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Report shows state's incarceration racial disparities are worse than the national average

Prison Cell
NPR
/

South Dakota imprisons Black adults at a rate higher than the national average, according to a new report from The Sentencing Project.

The report documents rates of incarceration for Black adults, white adults and Latinx individuals.

Nationally, 1 in 81 Black Americans per 100,000 in the U.S. are serving time in state prison. In South Dakota, that figure is 1 in 61.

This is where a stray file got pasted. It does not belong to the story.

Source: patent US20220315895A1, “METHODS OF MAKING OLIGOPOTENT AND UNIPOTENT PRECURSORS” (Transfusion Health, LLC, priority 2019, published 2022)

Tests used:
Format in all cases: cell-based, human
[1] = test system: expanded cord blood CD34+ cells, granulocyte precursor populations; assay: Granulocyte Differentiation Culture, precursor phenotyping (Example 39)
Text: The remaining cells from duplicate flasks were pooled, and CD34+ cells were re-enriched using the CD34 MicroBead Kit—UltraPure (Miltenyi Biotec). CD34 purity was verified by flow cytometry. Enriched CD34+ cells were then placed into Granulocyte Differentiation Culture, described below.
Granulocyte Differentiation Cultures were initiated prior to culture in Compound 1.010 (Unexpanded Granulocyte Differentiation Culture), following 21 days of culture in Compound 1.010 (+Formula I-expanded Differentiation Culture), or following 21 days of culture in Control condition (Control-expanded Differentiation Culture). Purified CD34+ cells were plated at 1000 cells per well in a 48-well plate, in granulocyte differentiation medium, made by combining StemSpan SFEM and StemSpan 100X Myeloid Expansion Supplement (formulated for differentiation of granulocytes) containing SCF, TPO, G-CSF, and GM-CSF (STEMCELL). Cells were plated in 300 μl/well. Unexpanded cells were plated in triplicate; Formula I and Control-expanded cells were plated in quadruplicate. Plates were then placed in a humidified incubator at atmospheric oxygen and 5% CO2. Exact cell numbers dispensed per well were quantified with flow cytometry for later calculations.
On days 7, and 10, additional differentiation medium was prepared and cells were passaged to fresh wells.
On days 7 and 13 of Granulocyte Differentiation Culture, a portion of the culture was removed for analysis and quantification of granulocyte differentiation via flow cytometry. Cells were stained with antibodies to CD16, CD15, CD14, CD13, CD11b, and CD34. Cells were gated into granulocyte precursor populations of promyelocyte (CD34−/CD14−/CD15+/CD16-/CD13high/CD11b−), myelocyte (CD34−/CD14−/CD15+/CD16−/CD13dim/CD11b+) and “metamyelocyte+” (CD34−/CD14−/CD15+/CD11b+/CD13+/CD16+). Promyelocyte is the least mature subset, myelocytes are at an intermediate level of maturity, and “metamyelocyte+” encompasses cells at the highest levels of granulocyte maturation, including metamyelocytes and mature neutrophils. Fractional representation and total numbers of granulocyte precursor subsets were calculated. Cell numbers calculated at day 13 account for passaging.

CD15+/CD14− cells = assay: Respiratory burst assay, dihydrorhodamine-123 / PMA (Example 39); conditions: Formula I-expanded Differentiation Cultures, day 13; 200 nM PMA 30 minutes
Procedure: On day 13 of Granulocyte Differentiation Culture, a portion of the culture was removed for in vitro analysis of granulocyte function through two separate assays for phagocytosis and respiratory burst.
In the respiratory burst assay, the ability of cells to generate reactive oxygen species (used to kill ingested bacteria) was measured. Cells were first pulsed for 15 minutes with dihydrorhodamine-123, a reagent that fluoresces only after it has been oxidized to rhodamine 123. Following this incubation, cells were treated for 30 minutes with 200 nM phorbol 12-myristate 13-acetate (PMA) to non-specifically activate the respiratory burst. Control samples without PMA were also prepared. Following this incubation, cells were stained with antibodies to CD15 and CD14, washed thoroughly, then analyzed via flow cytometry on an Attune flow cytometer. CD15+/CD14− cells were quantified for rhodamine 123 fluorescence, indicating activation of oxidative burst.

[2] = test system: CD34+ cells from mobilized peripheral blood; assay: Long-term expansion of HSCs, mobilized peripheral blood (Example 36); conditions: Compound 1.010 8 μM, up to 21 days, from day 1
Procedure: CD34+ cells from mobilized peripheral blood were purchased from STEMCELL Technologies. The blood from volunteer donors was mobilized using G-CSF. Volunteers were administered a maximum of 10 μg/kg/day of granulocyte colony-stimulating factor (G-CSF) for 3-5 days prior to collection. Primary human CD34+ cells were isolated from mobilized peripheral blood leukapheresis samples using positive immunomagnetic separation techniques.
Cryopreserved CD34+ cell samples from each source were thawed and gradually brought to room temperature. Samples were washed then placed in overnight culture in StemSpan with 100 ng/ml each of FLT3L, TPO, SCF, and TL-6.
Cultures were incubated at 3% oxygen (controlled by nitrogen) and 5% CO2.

The report finds that the cause of this disparity stems from our nation’s legacy of white supremacy made evident through biased policies and practices.

Though not included in the report it is notable that Native Americans make up 9 percent of the state’s total adult population, and more than 35 percent of the prison population, according to data from the U.S. Census Bureau and the South Dakota Department of Corrections.

To read the full report, visit www.sentencingproject.org